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How to Reduce Your Spending

by Don Current on May 17, 2010

Dollar signOkay, I’m just going to get this out of the way right off the bat. Please excuse me here. I’m going to use the ‘B’ word. Yeah, ‘budget’. You will continue to struggle with reducing your spending until you establish a budget and learn to live on it. It is the starting point for gaining control of your money. It is the starting point for reducing your spending. It is the starting point for eliminating your debt. It is the starting point for determining what you need for retirement. Are you getting the picture here? If you don’t get in the habit of telling your money what to do, you will continue to wonder why you just can’t seem to make ends meet. Yelling at your spouse or your kids to stop spending so much really doesn’t accomplish anything. You have to figure out where it’s going in order to figure out where you can spend less.

Okay, now for some other tips. Get an auto deposit set up for your paycheck. Make sure that what you have decided goes into savings gets put in savings automatically as well. It will reduce your tendency to spend it if it is not easily accessible.

Spend cash. It is a proven fact from numerous studies that using cash reduces the amount of spending. That’s why fast food joints started accepting credit and debit cards. Studies showed that the amount of the average order was larger with plastic versus cash. There’s just something about holding those crisp bills in your hand that makes you want to hold onto them.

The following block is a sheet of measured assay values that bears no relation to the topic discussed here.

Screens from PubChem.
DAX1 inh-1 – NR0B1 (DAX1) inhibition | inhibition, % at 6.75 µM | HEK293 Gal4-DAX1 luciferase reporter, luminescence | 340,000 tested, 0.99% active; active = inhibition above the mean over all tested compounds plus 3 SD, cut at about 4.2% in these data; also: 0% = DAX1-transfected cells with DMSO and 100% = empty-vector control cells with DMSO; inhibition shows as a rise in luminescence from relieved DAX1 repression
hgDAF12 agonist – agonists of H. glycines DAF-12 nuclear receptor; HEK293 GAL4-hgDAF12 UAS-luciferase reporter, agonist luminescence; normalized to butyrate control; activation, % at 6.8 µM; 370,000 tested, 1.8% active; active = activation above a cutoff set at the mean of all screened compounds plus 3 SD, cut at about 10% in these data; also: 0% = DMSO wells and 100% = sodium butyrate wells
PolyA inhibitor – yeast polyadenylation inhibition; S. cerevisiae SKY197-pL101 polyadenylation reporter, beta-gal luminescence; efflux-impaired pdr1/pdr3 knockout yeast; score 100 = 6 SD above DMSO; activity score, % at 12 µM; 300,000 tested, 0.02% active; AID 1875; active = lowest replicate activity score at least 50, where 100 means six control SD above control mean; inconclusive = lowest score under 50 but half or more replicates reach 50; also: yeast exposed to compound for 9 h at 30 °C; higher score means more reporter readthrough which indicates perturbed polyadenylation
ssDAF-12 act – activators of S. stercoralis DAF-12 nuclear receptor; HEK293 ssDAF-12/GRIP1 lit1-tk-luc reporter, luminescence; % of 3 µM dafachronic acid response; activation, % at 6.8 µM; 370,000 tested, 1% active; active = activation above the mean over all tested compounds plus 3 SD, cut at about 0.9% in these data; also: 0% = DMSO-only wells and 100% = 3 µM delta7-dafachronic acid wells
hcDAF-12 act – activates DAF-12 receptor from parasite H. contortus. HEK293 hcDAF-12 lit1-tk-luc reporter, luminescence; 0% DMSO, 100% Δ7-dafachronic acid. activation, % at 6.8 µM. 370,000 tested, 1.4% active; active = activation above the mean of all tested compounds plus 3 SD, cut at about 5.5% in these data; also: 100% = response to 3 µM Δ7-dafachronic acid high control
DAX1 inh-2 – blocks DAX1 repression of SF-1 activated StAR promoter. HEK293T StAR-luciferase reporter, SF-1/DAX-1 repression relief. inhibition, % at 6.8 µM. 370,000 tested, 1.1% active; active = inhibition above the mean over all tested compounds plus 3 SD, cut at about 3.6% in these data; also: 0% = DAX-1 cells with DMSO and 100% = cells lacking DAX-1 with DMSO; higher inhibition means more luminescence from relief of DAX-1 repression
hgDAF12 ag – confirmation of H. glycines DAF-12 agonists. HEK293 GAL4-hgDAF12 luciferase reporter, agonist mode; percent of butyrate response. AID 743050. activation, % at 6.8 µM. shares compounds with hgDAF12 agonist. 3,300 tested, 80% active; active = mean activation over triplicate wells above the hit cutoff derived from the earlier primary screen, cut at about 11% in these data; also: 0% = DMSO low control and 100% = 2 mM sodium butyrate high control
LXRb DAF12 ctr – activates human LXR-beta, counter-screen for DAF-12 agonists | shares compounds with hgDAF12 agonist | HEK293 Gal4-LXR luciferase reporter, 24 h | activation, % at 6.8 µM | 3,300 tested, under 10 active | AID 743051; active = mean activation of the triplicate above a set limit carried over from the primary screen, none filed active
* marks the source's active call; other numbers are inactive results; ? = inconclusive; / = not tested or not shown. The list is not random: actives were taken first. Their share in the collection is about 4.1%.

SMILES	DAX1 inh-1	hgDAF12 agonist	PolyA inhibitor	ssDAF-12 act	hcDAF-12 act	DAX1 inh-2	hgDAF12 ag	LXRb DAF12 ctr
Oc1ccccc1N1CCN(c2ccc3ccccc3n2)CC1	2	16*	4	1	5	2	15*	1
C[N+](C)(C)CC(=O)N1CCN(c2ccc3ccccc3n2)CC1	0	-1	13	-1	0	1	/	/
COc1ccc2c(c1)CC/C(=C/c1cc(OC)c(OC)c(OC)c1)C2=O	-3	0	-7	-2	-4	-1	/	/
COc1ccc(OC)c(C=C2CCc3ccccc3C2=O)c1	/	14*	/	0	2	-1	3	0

Also make sure you use an envelope system for your cash. Every payday, divvy up the money into the various categories on the envelopes based on what you’ve determined in your budget. When an envelope is empty, you’re done spending until the next check.

Once you have established the routine of using cash and living on a budget, it becomes much easier to reduce spending. Just allow yourself a little less in the categories you are trying to reduce when you set up the budget for that month. It’s much easier to do when you’ve got a plan and you’re used to following it.

Take a look at your insurance policies. Have you had them re-quoted within the past few years? If you haven’t had any claims in a few years, see how much money you could save by increasing your deductible. If you save $750 over three years by increasing your deductible by $500, and you haven’t had a claim in five years, well then maybe it makes sense to increase your deductible and save that money. Just make sure you have an emergency fund established just in case an accident does happen and you have to come up with that larger deductible.

There are many more ways to reduce your spending once you’ve gotten on a budget and actually know what you are spending your money on. What are some ways that you have found to reduce your spending?